I recently attended a session for the Key Executive Leadership Program at American University that I am taking virtually with other senior executives. At the beginning of this session, the instructor asked each of us to “pick one word that others would use to describe you and explain why.” Some of the other senior executives shared that they would be described as reliable, dependable, calm, honest, committed or positive. One relatively new executive said he hoped he would be described as deserving.
Purposeful was the word I selected. I explained that the word purposeful came to mind for me because I was recently given the authority to reorganize the teams that I manage. And, having made numerous changes with broad impact, I hoped those affected saw my actions as purposeful.
But, purposeful was likely also on my mind because January is National Be On Purpose Month. While it isn’t widely commemorated, the rationale behind the designation is to encourage each of us to give more meaning and purpose to our good intentions (and New Year’s resolutions if you still make them). So, today I will use my weekly column to share some simple tips I have used during my own career that might help you be more purposeful and on target with your career goals in 2021:
- Write out an action plan for the year. Even if you think you are past the stage of needing an individual development plan (IDP), thinking out your plans and writing them down will make you more likely to act upon them, no matter what stage of your career you are in (e.g. first year on the job or heading towards retirement).
- Make sure the actions described in your plan are based on goals that are SMART, i.e. specific, measurable, achievable, relevant and time-bound. That’s the problem with basic, run of the mill New Year’s resolutions – they are usually lofty, but rarely SMART.
- To accomplish your SMART goals, make a daily to-do list that isn’t just full of transactional activities. Rather, at least some of the items on your daily list should be focused on transforming your career and reaching your ultimate goals.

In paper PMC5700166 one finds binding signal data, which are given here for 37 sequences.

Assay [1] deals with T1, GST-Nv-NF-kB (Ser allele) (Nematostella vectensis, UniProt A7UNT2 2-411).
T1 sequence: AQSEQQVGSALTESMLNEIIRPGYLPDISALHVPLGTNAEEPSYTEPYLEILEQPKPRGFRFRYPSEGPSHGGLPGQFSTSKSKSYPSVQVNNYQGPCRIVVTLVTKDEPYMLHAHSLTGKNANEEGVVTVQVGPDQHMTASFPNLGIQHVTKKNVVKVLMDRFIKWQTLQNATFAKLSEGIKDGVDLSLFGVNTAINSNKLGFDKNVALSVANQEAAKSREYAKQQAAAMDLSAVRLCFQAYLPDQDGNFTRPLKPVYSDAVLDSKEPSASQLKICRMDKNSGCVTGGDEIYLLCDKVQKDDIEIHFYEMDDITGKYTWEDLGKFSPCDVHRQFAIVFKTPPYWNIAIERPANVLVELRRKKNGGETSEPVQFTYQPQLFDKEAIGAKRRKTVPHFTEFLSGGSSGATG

- Seek out a formal mentoring relationship with someone you think can help you transform your career. We always say we have mentors, but formalizing the relationship with a request, stated expectations of what you want to gain from the relationship and a proposed meeting schedule (e.g. monthly, quarterly, etc.) will make the relationship more meaningful.
- Commit to life- long learning. When we are young in our careers, we are hungry for knowledge and training. We should keep that same hunger throughout our career, and we should also be able to show proof of that hunger on paper when we apply for the next position.
So, why is being purposeful so important anyway? According to In Pursuit of Purpose author Myles Munroe:
“Without knowledge of purpose, life becomes an endless string of activities with little or no significance. Like a rider on a rocking horse, life without purpose makes much motion but no progress.”
It is never too late to get off the rocking horse and make a plan to be more purposeful.
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Shirley A. Jones, Esq. is a Senior Executive Service (SES) member in the federal government and a certified leadership and diversity and inclusion trainer. Considering herself an employee advocate and a career development trainer, she was recently elected National President of Blacks In Government (BIG). Ms. Jones has had the opportunity to testify before Congress on the lack of diversity in the SES and frequently speaks at events in the Washington, D.C., area. She often addresses a variety of topics related to leadership and empowerment. Ms. Jones has also written Op-Ed pieces for the historic AFRO newspaper, HBCU Connect, and other publications.